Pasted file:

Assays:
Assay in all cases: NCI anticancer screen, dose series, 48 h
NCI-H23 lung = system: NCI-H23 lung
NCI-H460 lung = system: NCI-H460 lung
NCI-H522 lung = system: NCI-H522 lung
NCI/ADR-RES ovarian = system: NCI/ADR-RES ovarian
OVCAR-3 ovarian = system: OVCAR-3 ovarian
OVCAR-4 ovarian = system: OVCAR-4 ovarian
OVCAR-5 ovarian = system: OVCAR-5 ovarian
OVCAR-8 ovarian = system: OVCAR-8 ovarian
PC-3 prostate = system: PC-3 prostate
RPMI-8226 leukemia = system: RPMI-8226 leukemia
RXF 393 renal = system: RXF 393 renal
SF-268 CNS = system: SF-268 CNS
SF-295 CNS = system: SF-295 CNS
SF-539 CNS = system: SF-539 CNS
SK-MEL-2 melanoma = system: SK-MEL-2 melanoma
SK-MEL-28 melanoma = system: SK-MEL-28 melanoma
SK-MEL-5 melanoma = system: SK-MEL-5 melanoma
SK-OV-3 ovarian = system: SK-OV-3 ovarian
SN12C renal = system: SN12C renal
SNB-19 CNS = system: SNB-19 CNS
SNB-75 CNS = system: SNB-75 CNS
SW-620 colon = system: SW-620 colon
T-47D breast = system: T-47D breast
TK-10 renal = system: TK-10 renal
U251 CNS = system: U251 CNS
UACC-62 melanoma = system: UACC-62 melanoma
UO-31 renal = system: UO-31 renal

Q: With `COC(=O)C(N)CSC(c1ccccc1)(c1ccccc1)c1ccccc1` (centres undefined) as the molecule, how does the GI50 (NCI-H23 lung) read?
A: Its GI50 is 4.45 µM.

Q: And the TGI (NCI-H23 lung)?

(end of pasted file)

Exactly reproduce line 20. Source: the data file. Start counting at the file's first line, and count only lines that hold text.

SK-OV-3 ovarian = system: SK-OV-3 ovarian